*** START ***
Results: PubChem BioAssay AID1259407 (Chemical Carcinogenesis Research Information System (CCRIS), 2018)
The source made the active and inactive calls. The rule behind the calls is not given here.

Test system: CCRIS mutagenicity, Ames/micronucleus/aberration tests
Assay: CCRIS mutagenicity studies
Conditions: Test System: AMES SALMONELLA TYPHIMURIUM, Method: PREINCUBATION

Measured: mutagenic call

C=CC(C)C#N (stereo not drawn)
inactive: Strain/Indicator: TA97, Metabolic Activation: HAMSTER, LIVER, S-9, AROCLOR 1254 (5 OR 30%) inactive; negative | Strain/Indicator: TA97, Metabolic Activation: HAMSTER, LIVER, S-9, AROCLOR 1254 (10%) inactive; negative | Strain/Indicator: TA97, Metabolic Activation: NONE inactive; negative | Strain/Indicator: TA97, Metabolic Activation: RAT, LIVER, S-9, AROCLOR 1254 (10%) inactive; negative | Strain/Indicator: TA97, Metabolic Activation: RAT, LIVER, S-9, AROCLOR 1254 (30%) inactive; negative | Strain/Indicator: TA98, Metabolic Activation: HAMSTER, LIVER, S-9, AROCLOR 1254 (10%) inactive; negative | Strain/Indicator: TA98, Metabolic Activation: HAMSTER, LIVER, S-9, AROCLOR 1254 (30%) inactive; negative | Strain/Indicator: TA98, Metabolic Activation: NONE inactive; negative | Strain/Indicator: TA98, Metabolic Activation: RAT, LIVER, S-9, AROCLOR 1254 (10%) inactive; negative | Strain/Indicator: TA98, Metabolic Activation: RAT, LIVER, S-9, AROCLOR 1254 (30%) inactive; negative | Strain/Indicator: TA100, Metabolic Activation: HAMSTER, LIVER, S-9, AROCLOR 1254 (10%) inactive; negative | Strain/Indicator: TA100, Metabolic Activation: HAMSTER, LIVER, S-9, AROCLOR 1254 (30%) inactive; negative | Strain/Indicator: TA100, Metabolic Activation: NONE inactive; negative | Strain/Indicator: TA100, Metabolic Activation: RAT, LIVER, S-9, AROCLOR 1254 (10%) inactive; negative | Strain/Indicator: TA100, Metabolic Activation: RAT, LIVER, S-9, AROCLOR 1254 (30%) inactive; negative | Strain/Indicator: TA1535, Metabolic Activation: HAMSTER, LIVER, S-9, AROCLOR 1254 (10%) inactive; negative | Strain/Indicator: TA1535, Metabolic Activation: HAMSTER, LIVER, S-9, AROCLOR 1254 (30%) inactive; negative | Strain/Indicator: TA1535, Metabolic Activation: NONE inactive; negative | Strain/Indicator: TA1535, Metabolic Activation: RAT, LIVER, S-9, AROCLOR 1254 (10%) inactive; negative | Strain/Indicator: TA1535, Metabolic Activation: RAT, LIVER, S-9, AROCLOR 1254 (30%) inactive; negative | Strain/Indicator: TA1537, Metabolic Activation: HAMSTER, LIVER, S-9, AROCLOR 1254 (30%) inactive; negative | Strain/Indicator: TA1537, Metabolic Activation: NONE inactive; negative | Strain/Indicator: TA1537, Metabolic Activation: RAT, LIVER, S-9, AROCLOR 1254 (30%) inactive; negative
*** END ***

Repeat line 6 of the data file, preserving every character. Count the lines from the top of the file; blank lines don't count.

Measured: mutagenic call